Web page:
“What I’ve Learned… from working on couture shows”

Brendan O’Sullivan has spent years creating the hair at some of the most glamorous fashion shows in the world. He gives us a glimpse into the world of Parisian haute couture and what he’s learned from it all

Brendan working at Christophe Josse

I spent years working with some of the session world’s most prestigious artists, learning all about the session world and how it works. Having gained this knowledge I felt it was time to put together my own team. It consists of some great stylists both from the session world and our Brendan O’Sullivan salons. We started working across London and Milan, then moved onto Paris Haute Couture Week.

The show I’m most proud of was my first couture show for Celia Kritharoti, which was held in the luxurious setting of the Ritz Paris. There were 50 models, including Victoria Secret’s Lais Ribeiro. It was a challenge and very fast paced but I loved how the team came together to deliver a stunning look for the show.

Working on couture shows, the hair can be extremely time-consuming and complex, so the challenge is keeping continuity across all the hair looks. To maintain this high standard, the team is key – which is why it’s so important that they have the basics down to a tee, with speedy hands and the ability to follow the same design to perfection.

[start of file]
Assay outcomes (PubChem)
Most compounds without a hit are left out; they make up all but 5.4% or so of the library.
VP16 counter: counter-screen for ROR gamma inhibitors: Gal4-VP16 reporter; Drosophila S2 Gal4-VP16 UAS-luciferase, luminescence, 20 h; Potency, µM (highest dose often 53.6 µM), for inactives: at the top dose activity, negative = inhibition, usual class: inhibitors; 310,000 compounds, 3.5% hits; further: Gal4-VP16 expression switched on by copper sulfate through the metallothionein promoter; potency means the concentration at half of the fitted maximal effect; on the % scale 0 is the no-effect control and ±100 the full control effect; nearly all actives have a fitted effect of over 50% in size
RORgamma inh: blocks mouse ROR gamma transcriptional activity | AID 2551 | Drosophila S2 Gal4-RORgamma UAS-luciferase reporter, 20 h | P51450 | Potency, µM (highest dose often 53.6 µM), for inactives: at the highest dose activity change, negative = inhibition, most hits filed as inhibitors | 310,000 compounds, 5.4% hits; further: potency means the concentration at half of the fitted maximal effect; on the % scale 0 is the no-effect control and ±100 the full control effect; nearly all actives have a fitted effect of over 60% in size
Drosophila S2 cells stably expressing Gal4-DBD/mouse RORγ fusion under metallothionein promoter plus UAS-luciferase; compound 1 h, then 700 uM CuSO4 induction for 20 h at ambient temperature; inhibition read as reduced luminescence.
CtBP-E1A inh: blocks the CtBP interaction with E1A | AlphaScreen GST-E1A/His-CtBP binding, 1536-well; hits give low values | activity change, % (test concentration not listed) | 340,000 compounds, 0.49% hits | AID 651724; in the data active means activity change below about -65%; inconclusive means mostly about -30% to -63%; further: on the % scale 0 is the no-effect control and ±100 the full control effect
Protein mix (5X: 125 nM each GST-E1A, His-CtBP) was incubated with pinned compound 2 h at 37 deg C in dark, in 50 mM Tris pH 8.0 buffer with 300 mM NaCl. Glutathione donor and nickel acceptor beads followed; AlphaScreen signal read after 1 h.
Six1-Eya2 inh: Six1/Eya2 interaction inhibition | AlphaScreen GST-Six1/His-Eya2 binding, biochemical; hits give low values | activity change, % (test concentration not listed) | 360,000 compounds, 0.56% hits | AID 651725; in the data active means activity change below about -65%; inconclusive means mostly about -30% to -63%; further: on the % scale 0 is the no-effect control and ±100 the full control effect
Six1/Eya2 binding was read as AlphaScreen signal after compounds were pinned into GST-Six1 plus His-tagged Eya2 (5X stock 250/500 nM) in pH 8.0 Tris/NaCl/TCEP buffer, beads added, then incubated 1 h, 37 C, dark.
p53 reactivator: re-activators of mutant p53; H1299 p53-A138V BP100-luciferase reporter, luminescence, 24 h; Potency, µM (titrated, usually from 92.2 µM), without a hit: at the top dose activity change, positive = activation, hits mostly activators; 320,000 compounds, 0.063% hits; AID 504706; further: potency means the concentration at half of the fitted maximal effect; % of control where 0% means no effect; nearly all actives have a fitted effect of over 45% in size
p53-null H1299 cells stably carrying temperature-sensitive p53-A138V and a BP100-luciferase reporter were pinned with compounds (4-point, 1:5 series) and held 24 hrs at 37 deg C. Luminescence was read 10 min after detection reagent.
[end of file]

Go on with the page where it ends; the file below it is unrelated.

Brendan working at Celia Kritharioti

Backstage can be a whirlwind, and added pressures, such as looks changing at the last minute or models arriving late, are not uncommon. Staying calm and collected is definitely a necessary skill in this industry

You can bring many skills back to the salon from session work. Often the hair is a collaboration but sometimes, on couture shows, the designer may want something you’ve never done before.  You are always pushed for perfection and you definitely look at things differently when styling your clients back in the salon.

My advice to a young stylist looking to get into couture work would be:

  1. Assist as much as possible, as the best way to learn is on the job from working artists.
  2. Learn all the basics inside out, especially every way of braiding, hair-up, ponytails, pin curls and finger waves. Know your products and what you can archive by layering them or mixing them together.
  3. Know your references from every era and research global fashion icons, as you never know what you may be faced with.
  4. Network and meet as many people as possible.
  5. Above all, work hard and deliver your best work every time – because that’s what will get you noticed!

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